There will be town hall meetings next week on Wednesday and Thursday in the UCen’s Harbor Room to discuss a possible skateboarding ban on campus. So what possible crimes against humanity have occurred to influence the Associated Students Commission on Public Safety to even consider banning skateboards on campus?

One of the main complaints against skateboarders on campus is the danger they pose to others on UCSB’s busy walkways. That’s understandable for anyone who has witnessed a collision between a skater and a pedestrian. These accidents do tend to occur more often when more people are around. Despite how forceful these impacts appear, they typically don’t get any worse than scrapes or bruises. They certainly don’t compare to the twisted metal crashes that occur on the bike paths.

The person in any real danger is the skateboarder. Skaters are the ones in an unnatural position several inches off the ground. Any disruption to that equilibrium means trouble for the skater. Even skaters who are not performing dangerous tricks are at risk of getting injured. I was skating around the corner of the Arbor when I saw a fellow skater heading right for me. I immediately stopped and so did she. The two of us had zero momentum for a good second or so. Then she fell over backwards off her board. She should probably stick to walking.

The current regulations on skateboarding are reasonable enough. The university requires that skateboarding be done in permitted areas at a reasonable and safe speed. Skateboarders must yield to pedestrians and motor vehicles. Trick skating is not allowed. It is considered vandalism if done on campus property and comes with a fine.

To be honest, I don’t always follow the university’s rules. Even though it clearly says “no skateboarding” right on the ground of the Arts Building, I do it anyway. But it’s not like I blaze down the hallway at tremendous speed. I barely go faster than a power walker. The only exception is when I see someone jump in my skate path to hand me a flyer for whatever God-awful cause the person represents. Then I get a little sadistic and intentionally ram into that person from behind. I break the rules all the time. I just exercise discretion with each case.

But if you want to talk about reckless rule breaking, take a look at how the running team uses the bike path, or the bikes crisscrossing campus even during those peak times between classes. Skateboarders aren’t the problem. It’s the jerks and morons that aren’t mindful of the people around them. Not everyone can react accordingly to skaters winding their way through a crowd. These same people can be found on inline skates, scooters, Segways and zipping around on those ridiculous Heelys. Why single out skateboarders?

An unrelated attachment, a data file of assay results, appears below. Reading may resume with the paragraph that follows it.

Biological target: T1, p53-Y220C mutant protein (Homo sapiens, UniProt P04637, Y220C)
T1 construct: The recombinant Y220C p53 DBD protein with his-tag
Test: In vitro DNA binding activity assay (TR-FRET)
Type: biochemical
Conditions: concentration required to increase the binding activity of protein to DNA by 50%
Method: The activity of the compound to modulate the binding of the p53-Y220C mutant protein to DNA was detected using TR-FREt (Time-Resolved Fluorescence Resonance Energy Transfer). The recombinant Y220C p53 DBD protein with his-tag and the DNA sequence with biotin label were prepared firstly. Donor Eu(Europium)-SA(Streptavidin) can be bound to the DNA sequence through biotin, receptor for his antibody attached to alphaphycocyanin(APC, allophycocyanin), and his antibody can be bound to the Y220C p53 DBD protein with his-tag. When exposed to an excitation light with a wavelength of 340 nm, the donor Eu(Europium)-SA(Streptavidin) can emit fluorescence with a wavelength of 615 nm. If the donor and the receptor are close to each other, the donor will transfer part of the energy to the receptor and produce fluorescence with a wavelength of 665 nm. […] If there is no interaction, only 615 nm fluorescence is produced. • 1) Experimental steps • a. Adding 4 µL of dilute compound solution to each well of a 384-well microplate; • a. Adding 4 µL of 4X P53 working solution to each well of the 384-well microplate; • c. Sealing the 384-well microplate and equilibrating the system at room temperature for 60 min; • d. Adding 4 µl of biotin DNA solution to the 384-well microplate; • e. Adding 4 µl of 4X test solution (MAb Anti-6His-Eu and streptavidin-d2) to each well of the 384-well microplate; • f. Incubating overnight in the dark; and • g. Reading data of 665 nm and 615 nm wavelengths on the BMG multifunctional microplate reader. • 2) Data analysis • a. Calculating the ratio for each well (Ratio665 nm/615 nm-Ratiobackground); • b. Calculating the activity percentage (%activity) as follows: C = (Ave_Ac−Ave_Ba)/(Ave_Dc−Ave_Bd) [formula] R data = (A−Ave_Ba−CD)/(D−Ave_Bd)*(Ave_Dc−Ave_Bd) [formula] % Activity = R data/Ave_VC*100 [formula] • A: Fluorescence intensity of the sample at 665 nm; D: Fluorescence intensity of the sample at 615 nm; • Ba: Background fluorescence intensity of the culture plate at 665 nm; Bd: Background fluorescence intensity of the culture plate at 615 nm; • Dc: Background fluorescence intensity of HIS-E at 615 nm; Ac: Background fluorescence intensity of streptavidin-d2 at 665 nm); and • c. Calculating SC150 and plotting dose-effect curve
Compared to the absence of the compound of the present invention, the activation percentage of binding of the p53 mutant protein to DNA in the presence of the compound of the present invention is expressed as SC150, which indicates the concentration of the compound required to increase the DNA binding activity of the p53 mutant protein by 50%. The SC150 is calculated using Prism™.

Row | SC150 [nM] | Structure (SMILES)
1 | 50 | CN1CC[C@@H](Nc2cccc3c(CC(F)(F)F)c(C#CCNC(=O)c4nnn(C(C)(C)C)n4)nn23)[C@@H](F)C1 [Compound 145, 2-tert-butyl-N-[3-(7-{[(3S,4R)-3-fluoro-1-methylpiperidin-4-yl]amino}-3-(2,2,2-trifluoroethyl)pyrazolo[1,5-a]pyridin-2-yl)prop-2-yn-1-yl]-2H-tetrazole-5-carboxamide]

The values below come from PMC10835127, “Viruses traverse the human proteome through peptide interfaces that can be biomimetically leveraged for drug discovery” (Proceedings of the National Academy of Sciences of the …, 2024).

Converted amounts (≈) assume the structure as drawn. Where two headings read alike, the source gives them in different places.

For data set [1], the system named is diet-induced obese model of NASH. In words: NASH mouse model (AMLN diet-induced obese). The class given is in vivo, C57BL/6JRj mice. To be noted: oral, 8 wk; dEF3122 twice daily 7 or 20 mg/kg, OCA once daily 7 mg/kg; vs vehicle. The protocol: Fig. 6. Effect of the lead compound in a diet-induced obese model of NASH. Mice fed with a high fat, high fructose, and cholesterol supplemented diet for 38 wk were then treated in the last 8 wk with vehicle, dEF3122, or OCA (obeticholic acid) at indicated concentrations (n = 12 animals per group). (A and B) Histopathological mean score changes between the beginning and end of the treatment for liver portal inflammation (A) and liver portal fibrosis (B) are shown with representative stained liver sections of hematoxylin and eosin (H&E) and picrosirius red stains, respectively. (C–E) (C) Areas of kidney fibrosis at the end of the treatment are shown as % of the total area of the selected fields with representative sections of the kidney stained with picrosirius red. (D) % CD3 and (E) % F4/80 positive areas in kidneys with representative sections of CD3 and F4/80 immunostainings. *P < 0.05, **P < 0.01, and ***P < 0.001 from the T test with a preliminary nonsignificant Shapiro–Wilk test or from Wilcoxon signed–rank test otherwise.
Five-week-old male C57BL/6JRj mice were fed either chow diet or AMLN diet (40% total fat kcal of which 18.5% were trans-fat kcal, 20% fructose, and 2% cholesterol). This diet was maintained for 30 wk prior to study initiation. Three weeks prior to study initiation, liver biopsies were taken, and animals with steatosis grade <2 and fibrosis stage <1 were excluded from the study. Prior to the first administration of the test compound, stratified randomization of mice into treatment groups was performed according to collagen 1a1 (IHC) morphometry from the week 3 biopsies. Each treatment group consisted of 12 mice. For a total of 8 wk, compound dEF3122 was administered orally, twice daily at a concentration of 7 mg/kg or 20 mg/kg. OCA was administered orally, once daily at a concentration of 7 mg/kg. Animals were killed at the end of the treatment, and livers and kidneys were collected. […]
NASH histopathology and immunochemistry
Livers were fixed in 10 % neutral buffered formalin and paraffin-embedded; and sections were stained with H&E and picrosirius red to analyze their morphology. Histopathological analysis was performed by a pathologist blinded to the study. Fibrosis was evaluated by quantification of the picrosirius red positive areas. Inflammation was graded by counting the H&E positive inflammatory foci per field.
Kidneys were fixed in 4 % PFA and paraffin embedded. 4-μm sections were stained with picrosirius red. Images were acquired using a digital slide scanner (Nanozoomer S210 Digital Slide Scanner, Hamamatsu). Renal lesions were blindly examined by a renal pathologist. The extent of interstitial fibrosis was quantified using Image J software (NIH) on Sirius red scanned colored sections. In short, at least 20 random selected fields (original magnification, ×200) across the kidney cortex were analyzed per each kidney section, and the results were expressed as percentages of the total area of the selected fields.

One can’t ignore the merits of skateboards as transportation. Skateboards are cheaper and more portable than bikes. Skateboards can even get to a destination faster since they aren’t limited to a path, able to go most anywhere that can be traversed by foot. Skateboarding is simplicity itself. Just kick, push, kick, push and coast.

It’s interesting to note that in 2005, plans for an Isla Vista skate park finally became reality. The Isla Vista Recreation and Park District gave the green light to the construction of an $800,000 dollar park. So far, funding for the project has been so successful that it’s estimated construction on the park will begin in 2008. Once the park is completed, it’s sure to attract even more skaters to the area. If the district is willing to accommodate skateboarders, then why shouldn’t the university?

I agree that there are legitimate concerns about skateboarding, but there’s no need to place blame on the inanimate object. People should be the focus. More informal panels addressing skateboarding concerns, stricter safety regulations or even assigned pathways are all better alternatives to a complete ban on skateboards. This matter of banning skateboards on campus definitely requires that more thought be put into it because it affects a significant amount of the student population. I encourage people to show up at next week’s town hall meeting to voice their opinion on the issue.